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WordPress 5.8 is a major milestone in the modern WordPress development cycle. Ever since WordPress 5.o and the inclusion of the Gutenberg block editor as the default post/page editor, the Core team has been moving toward full-site editing using that software. WordPress 5.8 includes the first public iteration of that feature. The update also includes additional block settings, media library changes, and some really nice quality-of-life improvements for WordPress developers.
WordPress 5.8 Block Editor Changes
At the top of the list are the Gutenberg changes. You can now edit Widgets to include Gutenberg blocks, and the Theme Customizer (found under Appearance – Customize) is now also open to block inclusion. This is a major deal, as previously, widgets and the theme customizer were generally the domains of plugin/theme developers only. Or specialized themes such as Divi which have theme builders that allow for non-content-area customization (which are still more powerful than Gutenberg’s newest options).
Block Widgets
widget blocks
The ease of use is exactly the same as the Post or Page editor. Go into the Widgets section of the customizer and press the + button. You will choose a block or blocks from the menu and work with them as you would any other piece of content.
You do not lose access to current widgets. WordPress now calls them Legacy Widgets. Just go to Appearance – Widgets and the new Legacy Widgets block will give you a dropdown list of what you have installed. You can also opt out of the new block widgets by installing the Classic Widgets plugin. That keeps things as they have always been.
Site Editing
With WordPress 5.8 comes a slew of new blocks to make full-site editing possible. You can find them under the Theme header in the block editor when you add a new element. Additionally, the Design header has a number of new blocks that complement those, too.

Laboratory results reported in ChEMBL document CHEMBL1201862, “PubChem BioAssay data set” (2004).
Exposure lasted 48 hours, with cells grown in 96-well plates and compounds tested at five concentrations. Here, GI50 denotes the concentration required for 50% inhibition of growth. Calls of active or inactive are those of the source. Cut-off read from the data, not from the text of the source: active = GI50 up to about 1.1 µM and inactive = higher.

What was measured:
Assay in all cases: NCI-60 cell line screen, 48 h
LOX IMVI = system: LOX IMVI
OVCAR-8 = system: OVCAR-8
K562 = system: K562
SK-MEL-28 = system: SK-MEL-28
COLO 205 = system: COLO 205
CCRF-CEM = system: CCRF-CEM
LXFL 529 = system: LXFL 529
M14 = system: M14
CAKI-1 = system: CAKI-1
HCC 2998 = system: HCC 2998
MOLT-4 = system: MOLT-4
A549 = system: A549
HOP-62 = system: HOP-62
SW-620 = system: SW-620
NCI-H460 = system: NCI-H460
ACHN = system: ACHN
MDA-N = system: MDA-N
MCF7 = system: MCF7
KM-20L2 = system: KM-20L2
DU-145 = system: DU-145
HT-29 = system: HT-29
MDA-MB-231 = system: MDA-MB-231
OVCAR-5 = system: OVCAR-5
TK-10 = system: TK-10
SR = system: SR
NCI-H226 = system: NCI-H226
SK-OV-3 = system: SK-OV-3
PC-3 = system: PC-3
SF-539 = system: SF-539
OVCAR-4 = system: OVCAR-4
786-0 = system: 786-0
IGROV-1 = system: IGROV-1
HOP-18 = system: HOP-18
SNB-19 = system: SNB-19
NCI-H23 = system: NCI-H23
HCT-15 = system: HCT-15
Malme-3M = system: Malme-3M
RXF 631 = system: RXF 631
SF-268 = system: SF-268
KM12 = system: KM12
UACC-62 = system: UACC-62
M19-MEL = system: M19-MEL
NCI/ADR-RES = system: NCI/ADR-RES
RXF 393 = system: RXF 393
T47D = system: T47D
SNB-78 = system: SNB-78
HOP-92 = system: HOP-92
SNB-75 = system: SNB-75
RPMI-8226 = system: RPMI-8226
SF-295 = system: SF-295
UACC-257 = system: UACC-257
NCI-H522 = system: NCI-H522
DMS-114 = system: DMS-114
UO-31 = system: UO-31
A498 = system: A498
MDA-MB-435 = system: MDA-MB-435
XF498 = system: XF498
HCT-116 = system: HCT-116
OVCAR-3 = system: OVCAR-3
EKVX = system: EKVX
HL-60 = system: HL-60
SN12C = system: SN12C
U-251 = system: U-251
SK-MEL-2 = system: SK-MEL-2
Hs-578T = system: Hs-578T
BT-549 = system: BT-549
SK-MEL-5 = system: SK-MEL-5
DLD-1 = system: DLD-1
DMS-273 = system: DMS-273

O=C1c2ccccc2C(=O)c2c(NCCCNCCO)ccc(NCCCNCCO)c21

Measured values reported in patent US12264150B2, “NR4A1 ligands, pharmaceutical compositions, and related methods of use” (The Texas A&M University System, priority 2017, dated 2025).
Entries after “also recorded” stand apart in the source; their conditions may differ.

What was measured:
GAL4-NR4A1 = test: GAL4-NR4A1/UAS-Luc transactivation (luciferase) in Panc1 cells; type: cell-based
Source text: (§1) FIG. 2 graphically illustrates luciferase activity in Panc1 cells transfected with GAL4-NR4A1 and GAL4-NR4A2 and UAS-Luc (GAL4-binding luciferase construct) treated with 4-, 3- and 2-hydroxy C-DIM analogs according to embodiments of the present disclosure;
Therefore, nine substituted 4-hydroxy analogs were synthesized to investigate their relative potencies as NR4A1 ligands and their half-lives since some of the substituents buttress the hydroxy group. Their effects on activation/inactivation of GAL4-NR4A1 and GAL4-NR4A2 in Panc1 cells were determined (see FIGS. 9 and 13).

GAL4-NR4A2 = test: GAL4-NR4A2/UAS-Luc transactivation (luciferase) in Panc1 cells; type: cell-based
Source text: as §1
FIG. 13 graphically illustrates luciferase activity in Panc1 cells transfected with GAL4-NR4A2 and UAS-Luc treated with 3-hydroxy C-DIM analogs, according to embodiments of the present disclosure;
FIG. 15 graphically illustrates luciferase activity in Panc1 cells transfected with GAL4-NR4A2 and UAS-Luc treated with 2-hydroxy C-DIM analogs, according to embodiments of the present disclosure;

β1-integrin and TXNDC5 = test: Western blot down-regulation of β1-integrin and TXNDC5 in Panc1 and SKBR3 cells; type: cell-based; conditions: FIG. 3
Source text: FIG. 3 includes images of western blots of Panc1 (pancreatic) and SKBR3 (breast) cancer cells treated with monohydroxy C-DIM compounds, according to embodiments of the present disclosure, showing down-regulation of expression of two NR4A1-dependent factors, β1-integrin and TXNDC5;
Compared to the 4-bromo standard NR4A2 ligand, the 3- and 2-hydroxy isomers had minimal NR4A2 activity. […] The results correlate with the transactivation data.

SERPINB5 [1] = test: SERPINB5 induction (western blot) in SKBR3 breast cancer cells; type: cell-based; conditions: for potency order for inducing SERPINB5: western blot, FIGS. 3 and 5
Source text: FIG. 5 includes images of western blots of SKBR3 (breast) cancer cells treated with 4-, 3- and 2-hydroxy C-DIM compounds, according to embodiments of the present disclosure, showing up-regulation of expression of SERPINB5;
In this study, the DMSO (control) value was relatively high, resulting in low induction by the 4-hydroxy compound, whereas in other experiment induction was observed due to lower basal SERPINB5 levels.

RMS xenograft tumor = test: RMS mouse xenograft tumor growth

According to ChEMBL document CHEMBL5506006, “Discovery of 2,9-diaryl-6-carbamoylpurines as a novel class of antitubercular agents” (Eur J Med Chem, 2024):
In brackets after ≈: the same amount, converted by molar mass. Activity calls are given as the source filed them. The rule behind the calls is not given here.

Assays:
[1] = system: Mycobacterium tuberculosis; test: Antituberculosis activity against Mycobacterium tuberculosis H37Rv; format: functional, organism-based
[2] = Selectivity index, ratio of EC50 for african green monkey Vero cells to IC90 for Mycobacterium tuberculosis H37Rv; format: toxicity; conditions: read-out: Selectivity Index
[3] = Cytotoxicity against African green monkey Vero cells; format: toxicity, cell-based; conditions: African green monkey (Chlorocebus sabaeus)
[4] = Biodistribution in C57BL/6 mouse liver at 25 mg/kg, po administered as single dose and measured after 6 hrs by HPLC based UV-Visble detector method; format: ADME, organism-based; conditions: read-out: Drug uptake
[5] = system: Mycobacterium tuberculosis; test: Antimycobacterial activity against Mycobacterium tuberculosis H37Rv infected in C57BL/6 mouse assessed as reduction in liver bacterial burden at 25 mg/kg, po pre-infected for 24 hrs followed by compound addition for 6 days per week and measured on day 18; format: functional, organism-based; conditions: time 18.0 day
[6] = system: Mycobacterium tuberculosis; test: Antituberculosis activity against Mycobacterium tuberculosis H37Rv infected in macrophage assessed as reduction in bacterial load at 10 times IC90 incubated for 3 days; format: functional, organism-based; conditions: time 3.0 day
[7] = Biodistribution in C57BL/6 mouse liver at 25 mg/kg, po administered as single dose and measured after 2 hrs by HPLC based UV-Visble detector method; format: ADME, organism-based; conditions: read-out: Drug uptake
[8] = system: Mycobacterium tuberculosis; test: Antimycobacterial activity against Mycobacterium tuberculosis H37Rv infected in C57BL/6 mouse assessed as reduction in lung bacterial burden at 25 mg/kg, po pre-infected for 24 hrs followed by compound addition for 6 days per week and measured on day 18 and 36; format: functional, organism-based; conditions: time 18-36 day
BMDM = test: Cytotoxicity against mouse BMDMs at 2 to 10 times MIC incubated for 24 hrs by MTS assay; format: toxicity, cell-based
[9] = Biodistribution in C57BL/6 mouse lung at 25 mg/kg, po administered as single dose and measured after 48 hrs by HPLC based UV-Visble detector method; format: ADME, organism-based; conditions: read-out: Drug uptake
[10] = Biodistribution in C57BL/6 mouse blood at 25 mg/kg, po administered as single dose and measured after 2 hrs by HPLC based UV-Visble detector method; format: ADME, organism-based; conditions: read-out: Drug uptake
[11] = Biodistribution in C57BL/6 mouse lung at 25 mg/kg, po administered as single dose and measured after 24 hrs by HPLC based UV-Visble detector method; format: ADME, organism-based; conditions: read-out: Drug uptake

wordpress block editor 5.8
These are the new blocks that WordPress 5.8 adds.

  • Post Title
  • Query Loop
  • Post Content
  • Login/Out
  • Post Date
  • Post Excerpt
  • Site Logo
  • Post Featured Image
  • Posts List
  • Archive Title
  • Site Title
  • Site Tagline
  • Post Categories
  • Post Tags

That is a lot of new blocks to take advantage of theme and widget customization. These blocks will give you a great deal of control as to how your content appears on your site. Other site builders are still stronger, but this goes a long way to showing users the ease and power of full-site customization.
Filters, Patterns, and Colors
You also have access to a few more design options for your content in the block editor. For images, you now have a consolidated edit section that includes existing tools such as Crop and Add Text Over Image, but you can now use Apply Duotone Filter to easily bring color and dynamism to your posts and pages. No need for an external editor.
wordpress image options
You also get a List View that gives the overview of the page structure, suggested patterns for blocks to guide you to better page designs.
duotone and pattern repo